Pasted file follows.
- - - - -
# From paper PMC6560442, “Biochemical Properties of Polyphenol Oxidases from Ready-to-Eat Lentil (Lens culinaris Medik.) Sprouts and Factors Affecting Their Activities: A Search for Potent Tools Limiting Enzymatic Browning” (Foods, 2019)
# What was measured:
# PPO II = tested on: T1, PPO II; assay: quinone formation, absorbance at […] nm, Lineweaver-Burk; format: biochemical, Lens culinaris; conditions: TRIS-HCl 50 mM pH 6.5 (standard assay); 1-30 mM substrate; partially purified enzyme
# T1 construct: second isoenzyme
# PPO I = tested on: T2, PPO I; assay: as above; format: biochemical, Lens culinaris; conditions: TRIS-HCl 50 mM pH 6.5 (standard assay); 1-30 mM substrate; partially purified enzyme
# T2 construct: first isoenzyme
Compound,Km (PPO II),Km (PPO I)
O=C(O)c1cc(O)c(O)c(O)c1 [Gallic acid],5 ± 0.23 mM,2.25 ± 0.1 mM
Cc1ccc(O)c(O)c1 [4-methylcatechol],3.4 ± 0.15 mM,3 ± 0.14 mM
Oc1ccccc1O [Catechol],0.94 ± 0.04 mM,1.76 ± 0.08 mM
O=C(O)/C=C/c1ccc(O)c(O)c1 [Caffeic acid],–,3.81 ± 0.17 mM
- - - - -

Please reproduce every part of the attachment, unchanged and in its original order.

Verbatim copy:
# From paper PMC6560442, “Biochemical Properties of Polyphenol Oxidases from Ready-to-Eat Lentil (Lens culinaris Medik.) Sprouts and Factors Affecting Their Activities: A Search for Potent Tools Limiting Enzymatic Browning” (Foods, 2019)
# What was measured:
# PPO II = tested on: T1, PPO II; assay: quinone formation, absorbance at […] nm, Lineweaver-Burk; format: biochemical, Lens culinaris; conditions: TRIS-HCl 50 mM pH 6.5 (standard assay); 1-30 mM substrate; partially purified enzyme
# T1 construct: second isoenzyme
# PPO I = tested on: T2, PPO I; assay: as above; format: biochemical, Lens culinaris; conditions: TRIS-HCl 50 mM pH 6.5 (standard assay); 1-30 mM substrate; partially purified enzyme
# T2 construct: first isoenzyme
Compound,Km (PPO II),Km (PPO I)
O=C(O)c1cc(O)c(O)c(O)c1 [Gallic acid],5 ± 0.23 mM,2.25 ± 0.1 mM
Cc1ccc(O)c(O)c1 [4-methylcatechol],3.4 ± 0.15 mM,3 ± 0.14 mM
Oc1ccccc1O [Catechol],0.94 ± 0.04 mM,1.76 ± 0.08 mM
O=C(O)/C=C/c1ccc(O)c(O)c1 [Caffeic acid],–,3.81 ± 0.17 mM